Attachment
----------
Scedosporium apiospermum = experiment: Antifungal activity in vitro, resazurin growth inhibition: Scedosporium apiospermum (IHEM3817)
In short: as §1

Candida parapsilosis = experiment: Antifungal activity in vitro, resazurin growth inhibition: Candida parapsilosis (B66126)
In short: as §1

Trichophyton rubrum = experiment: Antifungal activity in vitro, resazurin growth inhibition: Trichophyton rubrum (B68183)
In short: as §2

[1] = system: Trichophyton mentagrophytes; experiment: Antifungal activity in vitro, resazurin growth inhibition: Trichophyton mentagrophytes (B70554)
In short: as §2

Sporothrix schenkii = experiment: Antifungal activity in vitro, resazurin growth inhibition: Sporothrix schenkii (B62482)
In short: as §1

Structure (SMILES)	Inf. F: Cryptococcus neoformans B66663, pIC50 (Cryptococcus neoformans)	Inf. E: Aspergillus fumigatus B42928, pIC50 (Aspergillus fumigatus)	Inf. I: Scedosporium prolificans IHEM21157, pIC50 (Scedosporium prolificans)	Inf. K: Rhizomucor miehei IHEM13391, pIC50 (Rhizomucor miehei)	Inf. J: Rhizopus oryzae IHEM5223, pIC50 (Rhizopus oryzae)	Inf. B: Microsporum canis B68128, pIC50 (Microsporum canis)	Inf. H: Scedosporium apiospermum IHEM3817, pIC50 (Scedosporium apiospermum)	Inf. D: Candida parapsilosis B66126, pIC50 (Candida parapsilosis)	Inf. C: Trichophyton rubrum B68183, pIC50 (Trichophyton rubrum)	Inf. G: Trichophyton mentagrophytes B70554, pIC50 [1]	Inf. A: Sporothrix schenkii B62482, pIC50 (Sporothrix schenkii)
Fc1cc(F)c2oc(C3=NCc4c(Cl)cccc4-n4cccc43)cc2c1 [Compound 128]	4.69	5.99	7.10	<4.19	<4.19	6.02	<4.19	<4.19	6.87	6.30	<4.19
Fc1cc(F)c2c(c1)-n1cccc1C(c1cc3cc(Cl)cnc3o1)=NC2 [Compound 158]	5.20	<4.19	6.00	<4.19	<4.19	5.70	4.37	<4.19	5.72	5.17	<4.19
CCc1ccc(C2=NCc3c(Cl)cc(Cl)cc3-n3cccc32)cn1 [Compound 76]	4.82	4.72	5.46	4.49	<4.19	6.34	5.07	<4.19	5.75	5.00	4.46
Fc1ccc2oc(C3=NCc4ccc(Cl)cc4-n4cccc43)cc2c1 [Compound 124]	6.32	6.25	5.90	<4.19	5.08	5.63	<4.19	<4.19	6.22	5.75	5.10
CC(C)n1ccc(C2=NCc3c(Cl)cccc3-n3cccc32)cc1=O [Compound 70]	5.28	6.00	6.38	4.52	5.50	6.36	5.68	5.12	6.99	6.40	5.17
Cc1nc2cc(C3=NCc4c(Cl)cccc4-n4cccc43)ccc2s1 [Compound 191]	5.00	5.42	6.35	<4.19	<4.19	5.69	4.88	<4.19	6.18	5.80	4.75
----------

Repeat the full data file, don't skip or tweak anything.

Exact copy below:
Scedosporium apiospermum = experiment: Antifungal activity in vitro, resazurin growth inhibition: Scedosporium apiospermum (IHEM3817)
In short: as §1

Candida parapsilosis = experiment: Antifungal activity in vitro, resazurin growth inhibition: Candida parapsilosis (B66126)
In short: as §1

Trichophyton rubrum = experiment: Antifungal activity in vitro, resazurin growth inhibition: Trichophyton rubrum (B68183)
In short: as §2

[1] = system: Trichophyton mentagrophytes; experiment: Antifungal activity in vitro, resazurin growth inhibition: Trichophyton mentagrophytes (B70554)
In short: as §2

Sporothrix schenkii = experiment: Antifungal activity in vitro, resazurin growth inhibition: Sporothrix schenkii (B62482)
In short: as §1

Structure (SMILES)	Inf. F: Cryptococcus neoformans B66663, pIC50 (Cryptococcus neoformans)	Inf. E: Aspergillus fumigatus B42928, pIC50 (Aspergillus fumigatus)	Inf. I: Scedosporium prolificans IHEM21157, pIC50 (Scedosporium prolificans)	Inf. K: Rhizomucor miehei IHEM13391, pIC50 (Rhizomucor miehei)	Inf. J: Rhizopus oryzae IHEM5223, pIC50 (Rhizopus oryzae)	Inf. B: Microsporum canis B68128, pIC50 (Microsporum canis)	Inf. H: Scedosporium apiospermum IHEM3817, pIC50 (Scedosporium apiospermum)	Inf. D: Candida parapsilosis B66126, pIC50 (Candida parapsilosis)	Inf. C: Trichophyton rubrum B68183, pIC50 (Trichophyton rubrum)	Inf. G: Trichophyton mentagrophytes B70554, pIC50 [1]	Inf. A: Sporothrix schenkii B62482, pIC50 (Sporothrix schenkii)
Fc1cc(F)c2oc(C3=NCc4c(Cl)cccc4-n4cccc43)cc2c1 [Compound 128]	4.69	5.99	7.10	<4.19	<4.19	6.02	<4.19	<4.19	6.87	6.30	<4.19
Fc1cc(F)c2c(c1)-n1cccc1C(c1cc3cc(Cl)cnc3o1)=NC2 [Compound 158]	5.20	<4.19	6.00	<4.19	<4.19	5.70	4.37	<4.19	5.72	5.17	<4.19
CCc1ccc(C2=NCc3c(Cl)cc(Cl)cc3-n3cccc32)cn1 [Compound 76]	4.82	4.72	5.46	4.49	<4.19	6.34	5.07	<4.19	5.75	5.00	4.46
Fc1ccc2oc(C3=NCc4ccc(Cl)cc4-n4cccc43)cc2c1 [Compound 124]	6.32	6.25	5.90	<4.19	5.08	5.63	<4.19	<4.19	6.22	5.75	5.10
CC(C)n1ccc(C2=NCc3c(Cl)cccc3-n3cccc32)cc1=O [Compound 70]	5.28	6.00	6.38	4.52	5.50	6.36	5.68	5.12	6.99	6.40	5.17
Cc1nc2cc(C3=NCc4c(Cl)cccc4-n4cccc43)ccc2s1 [Compound 191]	5.00	5.42	6.35	<4.19	<4.19	5.69	4.88	<4.19	6.18	5.80	4.75